Impacts of synthetic oestrogen and antioestrogen treatments on courtship and mating behaviours in male guppies (Poecilia reticulata)
(English)Manuscript (Other academic)
Understanding the neuroendocrinological mechanisms behind reproductive behaviour is fundamental when studying endocrine disruption. Neuroestrogen production is a key step in the activation of reproductive behaviours among vertebrates. The actions of estrogens are transmitted through estrogen receptors (ERs) in distinct brain nuclei. Here we report alterations in reproductive behaviours in guppy males following 55-day food treatments with the antiestrogen fulvestrant (ICI) and the synthetic oestrogen 17α-ethinylestradiol (EE2). Male courtship and mating attempts were severely reduced in EE2 treated males after both 27-30 and 41-55 days of treatment when paired with females. ICI treatment gave a significant reduction in the frequency of sigmoid display behaviour after 27-30 days of treatment, and an almost 2.5-fold increase in gonopodium thrusting after 41-55 days of treatment. ICI treated males also decreased their frequency in successful mating attempts in comparison to the control males. The neurological effects of ICI were confirmed by Real Time-PCR analysis for brain aromatase and ERα gene expression. ICI treatment suppressed aromatase expression to 64% and stimulated ERα gene expression by over 300%. These results indicate that oestrogen action via ERs may play an important role for the complete display of male courtship and mating behaviour in the guppy. The results also suggest that local steroids are involved in regulating brain aromatase expression and that the negative effects of EE2 on sexual behaviour are linked via endocrine disruption of gonadal function.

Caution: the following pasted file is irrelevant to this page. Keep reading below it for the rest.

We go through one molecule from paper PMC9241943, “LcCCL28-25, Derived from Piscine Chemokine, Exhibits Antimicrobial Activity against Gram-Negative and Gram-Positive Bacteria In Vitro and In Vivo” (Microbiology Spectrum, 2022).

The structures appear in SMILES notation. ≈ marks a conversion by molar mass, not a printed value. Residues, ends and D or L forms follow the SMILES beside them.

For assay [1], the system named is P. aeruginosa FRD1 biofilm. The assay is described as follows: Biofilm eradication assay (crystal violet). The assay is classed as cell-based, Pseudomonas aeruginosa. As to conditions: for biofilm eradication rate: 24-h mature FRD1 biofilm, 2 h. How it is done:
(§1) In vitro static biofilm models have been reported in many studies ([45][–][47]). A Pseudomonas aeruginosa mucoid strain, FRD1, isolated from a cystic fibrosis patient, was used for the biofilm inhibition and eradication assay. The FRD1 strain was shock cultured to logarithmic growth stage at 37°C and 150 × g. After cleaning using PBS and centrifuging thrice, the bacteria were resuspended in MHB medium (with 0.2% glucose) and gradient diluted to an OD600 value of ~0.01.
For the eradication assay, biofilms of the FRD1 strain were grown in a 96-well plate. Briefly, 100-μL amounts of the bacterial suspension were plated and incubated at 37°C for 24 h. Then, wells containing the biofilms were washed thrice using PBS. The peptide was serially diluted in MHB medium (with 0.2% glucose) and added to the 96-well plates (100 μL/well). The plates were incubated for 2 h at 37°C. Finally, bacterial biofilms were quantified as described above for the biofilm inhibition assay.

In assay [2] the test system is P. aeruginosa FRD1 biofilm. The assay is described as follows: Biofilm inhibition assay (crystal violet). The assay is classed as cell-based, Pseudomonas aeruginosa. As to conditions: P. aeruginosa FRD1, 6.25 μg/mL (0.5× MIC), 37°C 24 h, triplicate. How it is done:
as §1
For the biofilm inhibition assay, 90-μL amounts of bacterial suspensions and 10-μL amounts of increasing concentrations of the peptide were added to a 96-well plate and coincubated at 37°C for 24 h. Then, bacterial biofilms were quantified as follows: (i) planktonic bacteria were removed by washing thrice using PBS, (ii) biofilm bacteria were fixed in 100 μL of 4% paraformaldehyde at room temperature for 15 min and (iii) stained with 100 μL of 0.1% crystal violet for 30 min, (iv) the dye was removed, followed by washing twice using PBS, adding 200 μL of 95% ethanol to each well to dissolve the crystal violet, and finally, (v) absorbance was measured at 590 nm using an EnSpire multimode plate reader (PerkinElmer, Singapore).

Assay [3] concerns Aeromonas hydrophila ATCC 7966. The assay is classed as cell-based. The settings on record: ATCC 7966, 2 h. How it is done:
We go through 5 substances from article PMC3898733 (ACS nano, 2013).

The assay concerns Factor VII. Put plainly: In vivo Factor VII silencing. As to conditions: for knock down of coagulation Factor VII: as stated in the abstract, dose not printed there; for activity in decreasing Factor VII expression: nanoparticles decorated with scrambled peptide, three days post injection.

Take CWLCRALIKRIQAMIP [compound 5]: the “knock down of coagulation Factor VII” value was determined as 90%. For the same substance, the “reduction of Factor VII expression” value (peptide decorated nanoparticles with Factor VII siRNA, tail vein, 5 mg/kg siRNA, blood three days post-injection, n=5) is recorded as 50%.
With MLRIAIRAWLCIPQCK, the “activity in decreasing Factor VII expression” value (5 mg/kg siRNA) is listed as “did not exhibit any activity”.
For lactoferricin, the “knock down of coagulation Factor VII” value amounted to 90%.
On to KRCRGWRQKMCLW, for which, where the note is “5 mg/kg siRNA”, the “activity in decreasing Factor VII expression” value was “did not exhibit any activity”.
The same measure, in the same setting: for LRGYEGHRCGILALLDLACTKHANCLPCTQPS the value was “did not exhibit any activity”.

Brain aromatase, estrogen receptors, xenoestrogens, teleost reproduction, fulvestrant
Research subject Functional Zoomorphology
IdentifiersURN: urn:nbn:se:su:diva-26903OAI: oai:DiVA.org:su-26903DiVA: diva2:211717
ProjectsAromatase and androgens in fish reproductive behaviour